On March 4, more than 2,000 people came together in Delaware to participate in the fourth annual atTAcK addiction 5K rally, a fundraiser organized by the non-profit advocacy group aTAcK addiction, which raised roughly $150,000 to fight drug addiction.
The amount collected will go to programs planned by the foundation to support the community and addiction treatment services.
“In every non-profit, you always try to figure out how to raise money, so we decided to have a 5K,” said Doug Salter, a retired Delaware State Trooper and board member of atTAcK addiction. “When we started, we were hoping to maybe have 250 or 300 people but as we got closer, the numbers just started to go crazy. By the day of the event, we had 900 people in our first year. The second year, we ended up with 1,500 people and we had about 2,400 people this year.”
The first race was held in 2014, and the event quickly became the organization’s main fundraiser, welcoming more attendees and raising more funds year after year. This year’s race focused on ending the stigma that surrounds drug addiction, which has been the mission of the members of atTAcK addiction, who all have personal experiences with addiction.
“We don’t have any full-time employees, we are all volunteers,” said Salter. “There are 13 members on our board. We’re doing a lot of different things but we all have been impacted. All the members have either lost a loved one [to drug addiction] or have a loved one actively in recovery.”
The capitalized letters in ‘atTAcK addiction’ are representative of Tyler Armstrong Keister, who was born on March 1, 1988, and lost an extensive battle with drug addiction in 2012. His parents, Donald and Jeanne Keister, founded the nonprofit the following year.
Salter joined the organization upon its establishment after watching his 23-year-old son Andrew struggle with a substance use disorder. “My son went through rehab right after high school,” he said. “Like a lot of the stories that you hear, he was a big-time athlete who got hurt and had to have a hip operation. Then he went into a deep depression.”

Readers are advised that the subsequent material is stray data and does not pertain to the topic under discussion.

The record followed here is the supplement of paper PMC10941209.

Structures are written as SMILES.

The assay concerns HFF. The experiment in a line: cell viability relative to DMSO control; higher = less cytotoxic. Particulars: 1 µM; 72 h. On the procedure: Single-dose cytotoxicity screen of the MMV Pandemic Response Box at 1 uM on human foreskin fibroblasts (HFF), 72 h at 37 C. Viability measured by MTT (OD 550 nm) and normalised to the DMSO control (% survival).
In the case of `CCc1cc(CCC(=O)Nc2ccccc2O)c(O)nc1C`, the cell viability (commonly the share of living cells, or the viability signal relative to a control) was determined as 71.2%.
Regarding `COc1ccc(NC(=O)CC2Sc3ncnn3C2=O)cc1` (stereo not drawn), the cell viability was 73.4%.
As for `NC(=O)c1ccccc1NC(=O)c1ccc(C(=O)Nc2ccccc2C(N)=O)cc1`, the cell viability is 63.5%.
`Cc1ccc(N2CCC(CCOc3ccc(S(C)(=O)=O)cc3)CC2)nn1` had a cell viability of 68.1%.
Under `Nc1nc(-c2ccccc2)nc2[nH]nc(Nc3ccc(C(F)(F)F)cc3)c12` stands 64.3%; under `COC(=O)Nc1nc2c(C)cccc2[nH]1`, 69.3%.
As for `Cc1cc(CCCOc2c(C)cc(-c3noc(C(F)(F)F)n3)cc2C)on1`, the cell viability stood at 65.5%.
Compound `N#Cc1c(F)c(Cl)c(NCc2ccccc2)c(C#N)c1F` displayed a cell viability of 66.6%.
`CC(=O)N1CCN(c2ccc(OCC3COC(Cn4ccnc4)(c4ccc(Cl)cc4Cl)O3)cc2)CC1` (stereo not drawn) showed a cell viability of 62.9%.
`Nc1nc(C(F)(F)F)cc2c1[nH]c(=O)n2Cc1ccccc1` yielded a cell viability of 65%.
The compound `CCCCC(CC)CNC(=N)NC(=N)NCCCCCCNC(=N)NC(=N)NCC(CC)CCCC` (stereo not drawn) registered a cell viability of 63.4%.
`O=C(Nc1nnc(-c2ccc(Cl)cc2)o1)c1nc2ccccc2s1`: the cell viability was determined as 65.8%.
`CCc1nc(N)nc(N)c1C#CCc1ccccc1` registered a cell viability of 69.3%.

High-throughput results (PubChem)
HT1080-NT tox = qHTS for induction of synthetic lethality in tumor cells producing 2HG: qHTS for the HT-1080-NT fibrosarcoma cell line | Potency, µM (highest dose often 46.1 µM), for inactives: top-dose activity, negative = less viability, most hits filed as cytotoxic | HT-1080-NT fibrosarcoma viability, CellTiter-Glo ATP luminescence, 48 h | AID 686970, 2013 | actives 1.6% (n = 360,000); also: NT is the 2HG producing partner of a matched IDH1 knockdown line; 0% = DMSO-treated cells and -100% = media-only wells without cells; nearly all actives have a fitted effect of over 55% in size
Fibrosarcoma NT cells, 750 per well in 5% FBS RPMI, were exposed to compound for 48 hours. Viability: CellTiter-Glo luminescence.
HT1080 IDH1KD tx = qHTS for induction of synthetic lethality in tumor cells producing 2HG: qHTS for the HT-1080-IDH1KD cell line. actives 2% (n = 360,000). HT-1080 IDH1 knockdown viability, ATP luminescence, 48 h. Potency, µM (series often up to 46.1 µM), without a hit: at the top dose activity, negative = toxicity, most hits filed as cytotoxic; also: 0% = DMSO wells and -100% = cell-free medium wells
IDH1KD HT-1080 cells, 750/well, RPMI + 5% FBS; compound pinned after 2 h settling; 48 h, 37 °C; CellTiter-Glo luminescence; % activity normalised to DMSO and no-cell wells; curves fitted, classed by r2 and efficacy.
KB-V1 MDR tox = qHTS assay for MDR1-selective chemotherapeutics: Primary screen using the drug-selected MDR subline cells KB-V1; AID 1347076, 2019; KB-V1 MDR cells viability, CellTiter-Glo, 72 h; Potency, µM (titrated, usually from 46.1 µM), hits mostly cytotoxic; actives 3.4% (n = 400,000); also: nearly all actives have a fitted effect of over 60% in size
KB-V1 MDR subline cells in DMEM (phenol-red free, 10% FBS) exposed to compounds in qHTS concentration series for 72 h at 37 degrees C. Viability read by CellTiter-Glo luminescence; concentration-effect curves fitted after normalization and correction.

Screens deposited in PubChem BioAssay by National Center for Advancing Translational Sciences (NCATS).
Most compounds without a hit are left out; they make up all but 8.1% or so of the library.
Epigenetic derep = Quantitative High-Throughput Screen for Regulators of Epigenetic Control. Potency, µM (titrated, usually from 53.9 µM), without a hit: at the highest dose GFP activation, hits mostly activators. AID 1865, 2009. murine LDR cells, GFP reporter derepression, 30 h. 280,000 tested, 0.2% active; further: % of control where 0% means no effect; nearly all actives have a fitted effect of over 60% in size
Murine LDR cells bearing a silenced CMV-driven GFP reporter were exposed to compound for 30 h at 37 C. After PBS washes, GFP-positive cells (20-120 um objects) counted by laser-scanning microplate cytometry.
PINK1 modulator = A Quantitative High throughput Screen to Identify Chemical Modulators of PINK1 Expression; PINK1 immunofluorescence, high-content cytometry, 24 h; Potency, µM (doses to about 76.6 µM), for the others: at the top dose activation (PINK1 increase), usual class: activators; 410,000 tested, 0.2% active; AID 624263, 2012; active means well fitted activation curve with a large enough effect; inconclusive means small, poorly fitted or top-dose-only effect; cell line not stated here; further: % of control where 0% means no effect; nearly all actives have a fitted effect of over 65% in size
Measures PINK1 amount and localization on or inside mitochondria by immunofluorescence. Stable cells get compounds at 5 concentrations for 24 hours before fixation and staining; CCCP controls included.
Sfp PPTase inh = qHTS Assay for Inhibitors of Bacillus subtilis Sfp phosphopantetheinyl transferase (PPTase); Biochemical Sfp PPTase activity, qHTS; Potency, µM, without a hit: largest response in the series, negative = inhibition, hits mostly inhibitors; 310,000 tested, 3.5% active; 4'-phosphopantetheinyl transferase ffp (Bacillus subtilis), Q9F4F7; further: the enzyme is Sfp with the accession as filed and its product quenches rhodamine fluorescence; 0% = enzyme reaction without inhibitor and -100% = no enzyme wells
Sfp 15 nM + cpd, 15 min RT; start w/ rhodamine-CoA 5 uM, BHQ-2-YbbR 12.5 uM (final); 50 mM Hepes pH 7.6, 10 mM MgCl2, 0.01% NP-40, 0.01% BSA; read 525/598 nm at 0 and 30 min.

Salter explained that Andrew became addicted to opioids after having a second hip surgery and eventually transitioned to using heroin — but he hasn’t used it in over four years.
“It’s a daily grind for him to realize that he is an addict and that he can’t do the things his other 23-year-old friends are doing,” Salter said. “He is working hard, but as a parent, you always worry. Always. I have had injuries before and was given a Percocet or Oxy and I don’t like the way they make me feel but unfortunately if you have that [predisposition] you want more and more.”
This predisposition to drug addiction appears to be profuse, considering that 3 of 4 Americans transition to using heroin after becoming addicted to prescription opioids, according to the U.S. Centers for Disease Control and Prevention (CDC).
New protocols to protect
The DEA reported last year that prescription drugs are a big concern in the state of Delaware and a reason for the rising number of deadly drug overdoses there — from 228 overdoses in 2015 to 308 last year. In New Castle county, where the atTAcK addiction 5K rally took place, the number of deaths associated with fentanyl increased 130 percent from 2014 to 2015.
“The opioid problem here in Delaware is bad, and it’s getting worse. It continues to grow,” Salter said. “But we have gotten laws passed. Now, most law enforcement agents and nurses can carry Narcan and just two years ago, nobody was carrying it.”
AtTAcK addiction has been instrumental in… (continue reading)